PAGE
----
|Train fares v the green approach
||The most recent train fare increases have spurred me into writing this. I live in Andover, work in London and as a consequence,have no choice but to travel by train.
The crowded morning trains bear testimony to the fact that this is a very profitable route. Unfortunately most of the people using the service do not have an alternative means of transport and are forced into paying the increased fares. In essence, we are a "captive market".
Towards the end of 2006, if the media are to be believed, I read of how profitable the entire franchise of South West Trains was, and the handsome bonuses paid to both directors and shareholders as a result.
We are now being told that this latest fare increase is "necessary" in order to improve the "service". Maybe so. However, I am unaware of exactly how the service will be improved. No mention has been made of (a) an increase in the number of trains stopping at Andover or (b)an increase in the number of carriages to ease the inevitable overcrowding or (c) an attempt to clean up the trains.
It appears that the entire rail fare issue is actively conspiring against the Government's professed desire for individuals to become more "environmentally aware". If train travel becomes prohibitively expensive, then it is quite natural to expect an individual (provided there is a choice) to elect to travel by road.
There are two rather obvious questions arising from this.
The first is how can the latest increase be justified when the train operator is considered to be very profitable (they have recently been awarded another franchise in addition to the current one being renewed)?
The second question is - in what way will fare increases motivate individuals to opt for trains as their preferred mode of transportation?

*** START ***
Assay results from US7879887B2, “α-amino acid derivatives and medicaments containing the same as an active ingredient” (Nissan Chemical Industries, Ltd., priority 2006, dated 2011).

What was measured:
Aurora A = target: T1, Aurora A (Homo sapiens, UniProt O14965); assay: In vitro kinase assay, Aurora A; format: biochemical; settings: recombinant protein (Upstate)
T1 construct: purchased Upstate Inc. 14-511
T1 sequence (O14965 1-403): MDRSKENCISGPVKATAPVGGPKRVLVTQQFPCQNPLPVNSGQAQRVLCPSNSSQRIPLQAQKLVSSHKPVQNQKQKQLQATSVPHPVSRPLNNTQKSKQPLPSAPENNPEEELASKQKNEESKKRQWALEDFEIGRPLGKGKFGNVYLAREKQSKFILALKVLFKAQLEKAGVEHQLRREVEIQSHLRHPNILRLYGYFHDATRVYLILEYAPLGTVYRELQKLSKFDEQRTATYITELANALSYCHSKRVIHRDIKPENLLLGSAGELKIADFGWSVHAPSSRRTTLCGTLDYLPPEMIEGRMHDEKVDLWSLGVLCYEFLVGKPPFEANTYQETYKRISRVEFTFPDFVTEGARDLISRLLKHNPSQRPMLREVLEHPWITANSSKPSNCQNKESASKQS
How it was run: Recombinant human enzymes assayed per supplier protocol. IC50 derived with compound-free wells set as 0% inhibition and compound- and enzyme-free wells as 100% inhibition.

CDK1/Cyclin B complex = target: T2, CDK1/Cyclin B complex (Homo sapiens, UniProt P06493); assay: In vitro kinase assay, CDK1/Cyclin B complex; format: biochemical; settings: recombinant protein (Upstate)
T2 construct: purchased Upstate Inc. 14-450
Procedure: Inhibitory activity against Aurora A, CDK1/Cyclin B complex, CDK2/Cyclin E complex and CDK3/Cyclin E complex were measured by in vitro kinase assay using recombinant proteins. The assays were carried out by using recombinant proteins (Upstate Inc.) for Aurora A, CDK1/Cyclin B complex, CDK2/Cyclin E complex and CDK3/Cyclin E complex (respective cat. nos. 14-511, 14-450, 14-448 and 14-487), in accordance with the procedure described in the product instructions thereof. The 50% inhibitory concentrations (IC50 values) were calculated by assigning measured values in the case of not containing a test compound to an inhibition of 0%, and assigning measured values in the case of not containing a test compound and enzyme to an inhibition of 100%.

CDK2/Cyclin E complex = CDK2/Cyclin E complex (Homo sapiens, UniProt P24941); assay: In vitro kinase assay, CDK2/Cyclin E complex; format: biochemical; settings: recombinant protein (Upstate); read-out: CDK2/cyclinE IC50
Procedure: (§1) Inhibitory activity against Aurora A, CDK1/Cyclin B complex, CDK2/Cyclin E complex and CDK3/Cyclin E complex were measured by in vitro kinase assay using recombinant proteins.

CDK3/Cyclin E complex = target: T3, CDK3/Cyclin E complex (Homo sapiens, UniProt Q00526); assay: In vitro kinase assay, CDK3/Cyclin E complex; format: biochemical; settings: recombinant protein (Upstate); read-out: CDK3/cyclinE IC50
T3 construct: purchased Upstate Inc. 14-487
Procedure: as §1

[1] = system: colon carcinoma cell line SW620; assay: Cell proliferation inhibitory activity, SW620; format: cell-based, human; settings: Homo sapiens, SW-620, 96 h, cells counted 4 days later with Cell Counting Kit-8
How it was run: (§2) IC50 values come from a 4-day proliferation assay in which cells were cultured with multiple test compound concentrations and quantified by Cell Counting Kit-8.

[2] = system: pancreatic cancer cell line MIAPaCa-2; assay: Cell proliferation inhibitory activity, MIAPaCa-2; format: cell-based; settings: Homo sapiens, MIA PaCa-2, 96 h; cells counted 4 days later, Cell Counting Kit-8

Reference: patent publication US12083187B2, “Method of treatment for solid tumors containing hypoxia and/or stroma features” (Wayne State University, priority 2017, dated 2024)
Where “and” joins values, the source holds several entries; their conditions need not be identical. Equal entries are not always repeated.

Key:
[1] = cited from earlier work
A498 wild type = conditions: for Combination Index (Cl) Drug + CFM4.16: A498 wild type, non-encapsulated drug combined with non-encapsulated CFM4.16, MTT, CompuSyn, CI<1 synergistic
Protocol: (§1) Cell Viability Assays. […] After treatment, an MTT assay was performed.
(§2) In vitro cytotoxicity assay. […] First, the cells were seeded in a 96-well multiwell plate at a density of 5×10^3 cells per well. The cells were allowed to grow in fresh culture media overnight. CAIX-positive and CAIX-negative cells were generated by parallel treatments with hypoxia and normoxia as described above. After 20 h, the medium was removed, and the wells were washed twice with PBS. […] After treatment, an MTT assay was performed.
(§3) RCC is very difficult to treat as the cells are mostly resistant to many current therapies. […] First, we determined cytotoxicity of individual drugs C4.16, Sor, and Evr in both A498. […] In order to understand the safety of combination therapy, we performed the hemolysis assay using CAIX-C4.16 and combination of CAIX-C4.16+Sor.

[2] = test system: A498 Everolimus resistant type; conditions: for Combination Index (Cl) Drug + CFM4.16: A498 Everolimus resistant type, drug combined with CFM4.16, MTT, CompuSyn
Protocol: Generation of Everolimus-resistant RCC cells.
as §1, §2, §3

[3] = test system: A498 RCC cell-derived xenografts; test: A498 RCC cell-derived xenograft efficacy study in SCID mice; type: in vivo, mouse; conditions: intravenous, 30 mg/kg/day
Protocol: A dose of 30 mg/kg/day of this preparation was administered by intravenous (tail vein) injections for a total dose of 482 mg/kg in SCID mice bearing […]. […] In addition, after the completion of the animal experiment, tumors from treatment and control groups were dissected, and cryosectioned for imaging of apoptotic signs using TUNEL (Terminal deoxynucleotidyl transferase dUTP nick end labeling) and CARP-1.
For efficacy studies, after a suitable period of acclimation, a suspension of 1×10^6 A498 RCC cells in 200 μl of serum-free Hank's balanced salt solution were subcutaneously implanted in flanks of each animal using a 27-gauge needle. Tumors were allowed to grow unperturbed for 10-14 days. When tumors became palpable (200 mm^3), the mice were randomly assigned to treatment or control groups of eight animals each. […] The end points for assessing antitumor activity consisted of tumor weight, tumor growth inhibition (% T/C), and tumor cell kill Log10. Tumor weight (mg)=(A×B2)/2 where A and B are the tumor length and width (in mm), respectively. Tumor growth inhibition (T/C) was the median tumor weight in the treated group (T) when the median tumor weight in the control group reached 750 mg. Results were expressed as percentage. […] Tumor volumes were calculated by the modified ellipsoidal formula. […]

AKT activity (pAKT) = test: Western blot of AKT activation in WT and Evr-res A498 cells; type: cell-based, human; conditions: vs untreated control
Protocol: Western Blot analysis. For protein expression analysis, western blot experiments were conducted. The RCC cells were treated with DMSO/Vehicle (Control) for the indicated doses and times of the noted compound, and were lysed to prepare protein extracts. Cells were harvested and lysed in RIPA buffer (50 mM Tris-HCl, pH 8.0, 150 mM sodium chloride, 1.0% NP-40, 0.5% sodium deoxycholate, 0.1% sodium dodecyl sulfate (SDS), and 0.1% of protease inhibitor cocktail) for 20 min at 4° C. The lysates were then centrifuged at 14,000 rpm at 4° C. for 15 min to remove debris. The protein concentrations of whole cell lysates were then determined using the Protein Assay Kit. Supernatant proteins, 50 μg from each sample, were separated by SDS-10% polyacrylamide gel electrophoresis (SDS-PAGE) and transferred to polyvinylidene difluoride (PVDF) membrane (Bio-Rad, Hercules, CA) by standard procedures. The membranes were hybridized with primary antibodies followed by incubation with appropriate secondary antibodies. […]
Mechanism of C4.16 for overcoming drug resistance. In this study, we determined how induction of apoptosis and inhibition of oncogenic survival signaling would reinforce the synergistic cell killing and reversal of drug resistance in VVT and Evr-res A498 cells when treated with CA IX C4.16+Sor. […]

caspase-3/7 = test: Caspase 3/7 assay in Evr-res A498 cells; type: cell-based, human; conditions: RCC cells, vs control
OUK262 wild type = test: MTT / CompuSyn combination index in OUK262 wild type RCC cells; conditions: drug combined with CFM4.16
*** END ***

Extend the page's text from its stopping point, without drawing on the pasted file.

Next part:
I would be grateful if you could put the questions to the appropriate people.
|Date Issue Raised:
||04 Jan 2007
||Many thanks for the email, which I read with interest. Like you I travel from Andover Station to Waterloo and back, and am all too aware of the pressure on seats on the early morning trains. As you say, we are a “captive market”
From 1995 to 1997, I was Secretary of State for Transport. When the railways were privatised, was determined that commuters should have adequate protection and their fares were “capped” at RPI minus 1% for five years. This meant that they went down in real terms, giving the incentives you rightly refer to to choose to travel by train. At the same time, petrol duty was going up by RPI plus 5%. I saw this as the basis of a sustainable and environmentally responsible transport policy. Moe services were put on – the off-peak service to Andover increased from one an hour to two an hour, and there was substantial investment in new rolling stock
I am afraid that this Government have abandoned the “cap”, and replaced it with one that allows a real terms increase – which you have just experienced. I have criticised the Government for this in the House of Commons as it makes no sense in environmental terms
You say that the South West Trains is a profitable franchise; this remains to be seen. There has been some comment in the Press that the recent Stagecoach bid was way ahead of everyone else’s and that they may have over-reached themselves. They need the fare increase to pay the Government the large premium they bid to win the franchise.
I will fight hard for better services for my constituents – greater capacity in the peak-hours, better parking facilities and improved reliability. There has been too much disruption on Mondays as a result of over-running engineering works.
Best wishes for 2007, George Young